Pig DNA is Considered Identical to Human DNA

Scientists at Recombinetics are conducting research on pigs in an effort to accelerate cancer cure development and potentially create a sustainable source of genetically-matched human organs for transplantation. While experiments involving farm animals are nothing new in the world of medical research, the pigs at Recombinetics farm in Minnesota are unique because they have been modified to express human traits using TALENs technology.

Cancer has been cured in mice models many times, but the same techniques do not seem to translate well in humans. The company believes the 98% similarity between the human genome and the pig genome may help close the gap between successful cures in animal models and resulting efficacious treatments and/or cures for humans.

Click here to read more about this company’s research on CNBC.

Earlier this year, researchers were able to identify that DNA Bacteria can store information, like hard drives:

Researchers at Harvard Medical School have used the CRISPR gene-editing tool to encode five frames of a vintage motion picture into the DNA Bacteria of E. coli bacteria. By reducing each frame into a series of single-color pixels and matching each color to a DNA code, the scientists were able to string together DNA strands that represented the video frames.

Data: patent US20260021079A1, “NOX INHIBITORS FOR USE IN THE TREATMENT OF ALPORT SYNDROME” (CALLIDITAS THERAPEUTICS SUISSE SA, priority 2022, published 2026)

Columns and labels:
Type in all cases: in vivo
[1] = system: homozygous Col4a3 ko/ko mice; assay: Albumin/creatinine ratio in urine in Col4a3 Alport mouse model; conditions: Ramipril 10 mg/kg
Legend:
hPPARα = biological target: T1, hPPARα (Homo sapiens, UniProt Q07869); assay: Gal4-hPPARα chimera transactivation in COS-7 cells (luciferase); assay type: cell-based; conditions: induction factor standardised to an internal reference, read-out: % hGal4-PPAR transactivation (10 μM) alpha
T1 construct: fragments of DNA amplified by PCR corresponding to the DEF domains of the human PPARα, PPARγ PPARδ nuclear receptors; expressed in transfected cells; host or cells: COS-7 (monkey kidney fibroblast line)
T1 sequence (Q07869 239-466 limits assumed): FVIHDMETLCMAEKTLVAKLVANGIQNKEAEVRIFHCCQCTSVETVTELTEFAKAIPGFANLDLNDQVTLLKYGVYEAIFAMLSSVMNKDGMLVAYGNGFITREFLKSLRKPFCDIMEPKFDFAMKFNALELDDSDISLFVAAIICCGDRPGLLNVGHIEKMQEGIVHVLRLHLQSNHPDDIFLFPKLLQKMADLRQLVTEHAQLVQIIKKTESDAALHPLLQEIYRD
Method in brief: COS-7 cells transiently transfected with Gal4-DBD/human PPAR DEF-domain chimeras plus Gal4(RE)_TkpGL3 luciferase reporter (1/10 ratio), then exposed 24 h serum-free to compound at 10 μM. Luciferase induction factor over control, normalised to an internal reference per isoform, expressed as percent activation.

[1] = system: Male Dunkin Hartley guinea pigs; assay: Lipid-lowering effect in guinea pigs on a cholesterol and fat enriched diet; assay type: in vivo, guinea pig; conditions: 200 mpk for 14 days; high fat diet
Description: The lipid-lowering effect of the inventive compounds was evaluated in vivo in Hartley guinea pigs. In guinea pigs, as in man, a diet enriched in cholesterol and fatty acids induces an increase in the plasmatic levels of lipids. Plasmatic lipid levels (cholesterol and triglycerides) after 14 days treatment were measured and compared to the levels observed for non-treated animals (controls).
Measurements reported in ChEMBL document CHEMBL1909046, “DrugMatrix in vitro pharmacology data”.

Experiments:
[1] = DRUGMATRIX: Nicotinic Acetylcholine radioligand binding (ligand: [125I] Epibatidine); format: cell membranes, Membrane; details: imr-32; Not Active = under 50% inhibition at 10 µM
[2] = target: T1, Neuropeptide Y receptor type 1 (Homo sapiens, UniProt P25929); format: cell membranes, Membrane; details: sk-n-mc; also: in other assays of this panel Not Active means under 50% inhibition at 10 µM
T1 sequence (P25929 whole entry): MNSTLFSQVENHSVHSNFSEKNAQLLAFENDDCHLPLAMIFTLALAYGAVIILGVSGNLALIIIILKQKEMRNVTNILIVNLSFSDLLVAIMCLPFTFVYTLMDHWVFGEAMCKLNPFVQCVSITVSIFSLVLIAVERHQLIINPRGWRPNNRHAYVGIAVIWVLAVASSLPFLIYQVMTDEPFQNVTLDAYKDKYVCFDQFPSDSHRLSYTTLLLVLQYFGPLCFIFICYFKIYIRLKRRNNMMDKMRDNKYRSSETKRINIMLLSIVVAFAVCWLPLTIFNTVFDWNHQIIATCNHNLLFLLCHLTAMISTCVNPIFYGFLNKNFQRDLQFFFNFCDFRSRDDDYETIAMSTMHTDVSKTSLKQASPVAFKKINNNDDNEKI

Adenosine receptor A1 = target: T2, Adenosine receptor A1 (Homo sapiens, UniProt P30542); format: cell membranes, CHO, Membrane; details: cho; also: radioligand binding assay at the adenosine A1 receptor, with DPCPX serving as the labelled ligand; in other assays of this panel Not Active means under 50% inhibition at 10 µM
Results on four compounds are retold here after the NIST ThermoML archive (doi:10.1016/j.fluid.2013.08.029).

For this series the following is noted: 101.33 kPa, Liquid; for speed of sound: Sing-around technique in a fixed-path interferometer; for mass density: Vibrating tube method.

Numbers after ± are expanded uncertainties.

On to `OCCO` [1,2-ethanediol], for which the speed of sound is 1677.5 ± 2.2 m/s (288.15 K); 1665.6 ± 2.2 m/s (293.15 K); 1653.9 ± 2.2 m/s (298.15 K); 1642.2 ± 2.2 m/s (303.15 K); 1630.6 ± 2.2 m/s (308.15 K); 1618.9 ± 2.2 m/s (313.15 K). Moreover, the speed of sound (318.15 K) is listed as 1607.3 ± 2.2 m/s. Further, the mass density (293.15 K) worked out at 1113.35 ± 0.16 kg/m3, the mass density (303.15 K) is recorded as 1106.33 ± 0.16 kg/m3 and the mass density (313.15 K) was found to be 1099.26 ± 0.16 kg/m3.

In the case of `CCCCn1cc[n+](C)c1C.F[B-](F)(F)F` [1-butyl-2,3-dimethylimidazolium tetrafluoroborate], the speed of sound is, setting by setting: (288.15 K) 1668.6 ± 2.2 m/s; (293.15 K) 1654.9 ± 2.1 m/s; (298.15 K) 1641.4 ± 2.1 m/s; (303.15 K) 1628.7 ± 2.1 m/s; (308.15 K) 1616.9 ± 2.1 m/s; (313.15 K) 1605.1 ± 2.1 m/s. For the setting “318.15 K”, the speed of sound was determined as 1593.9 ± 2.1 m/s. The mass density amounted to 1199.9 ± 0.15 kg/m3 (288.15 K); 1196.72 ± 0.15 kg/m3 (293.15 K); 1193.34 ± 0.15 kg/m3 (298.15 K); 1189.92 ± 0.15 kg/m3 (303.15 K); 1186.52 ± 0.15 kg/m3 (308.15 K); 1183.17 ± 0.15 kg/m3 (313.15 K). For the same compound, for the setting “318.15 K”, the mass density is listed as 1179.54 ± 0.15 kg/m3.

Non-biological information has been encoded into DNA before, going back as far as 2003. However, this is the first time living organisms have been used as the message’s vessel. Living organisms are in a constant state of movement and flux, making them less stable and less predictable than the synthetic DNA material used in previous encoding experiments. Even though this technology is in its infancy, the research team was able to retrieve approximately 90% of the original message from the E. coli cells, effectively marking a new milestone in the advancement of our information storage methods.

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